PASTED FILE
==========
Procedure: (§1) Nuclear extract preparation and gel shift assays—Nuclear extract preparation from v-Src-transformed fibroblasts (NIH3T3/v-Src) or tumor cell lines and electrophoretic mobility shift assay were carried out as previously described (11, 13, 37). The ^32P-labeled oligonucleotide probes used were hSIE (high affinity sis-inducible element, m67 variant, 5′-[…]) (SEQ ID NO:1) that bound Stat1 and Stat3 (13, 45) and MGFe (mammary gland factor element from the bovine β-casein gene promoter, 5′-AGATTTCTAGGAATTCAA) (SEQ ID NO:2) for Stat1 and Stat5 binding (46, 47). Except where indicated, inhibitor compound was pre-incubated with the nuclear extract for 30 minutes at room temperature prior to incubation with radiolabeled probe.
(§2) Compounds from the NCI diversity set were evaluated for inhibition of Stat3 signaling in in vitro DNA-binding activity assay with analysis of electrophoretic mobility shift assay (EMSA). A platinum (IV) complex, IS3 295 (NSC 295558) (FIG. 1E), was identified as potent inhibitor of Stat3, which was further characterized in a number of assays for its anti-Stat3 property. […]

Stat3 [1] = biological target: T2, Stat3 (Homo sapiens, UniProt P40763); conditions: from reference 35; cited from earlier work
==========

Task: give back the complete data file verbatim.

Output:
Procedure: (§1) Nuclear extract preparation and gel shift assays—Nuclear extract preparation from v-Src-transformed fibroblasts (NIH3T3/v-Src) or tumor cell lines and electrophoretic mobility shift assay were carried out as previously described (11, 13, 37). The ^32P-labeled oligonucleotide probes used were hSIE (high affinity sis-inducible element, m67 variant, 5′-[…]) (SEQ ID NO:1) that bound Stat1 and Stat3 (13, 45) and MGFe (mammary gland factor element from the bovine β-casein gene promoter, 5′-AGATTTCTAGGAATTCAA) (SEQ ID NO:2) for Stat1 and Stat5 binding (46, 47). Except where indicated, inhibitor compound was pre-incubated with the nuclear extract for 30 minutes at room temperature prior to incubation with radiolabeled probe.
(§2) Compounds from the NCI diversity set were evaluated for inhibition of Stat3 signaling in in vitro DNA-binding activity assay with analysis of electrophoretic mobility shift assay (EMSA). A platinum (IV) complex, IS3 295 (NSC 295558) (FIG. 1E), was identified as potent inhibitor of Stat3, which was further characterized in a number of assays for its anti-Stat3 property. […]

Stat3 [1] = biological target: T2, Stat3 (Homo sapiens, UniProt P40763); conditions: from reference 35; cited from earlier work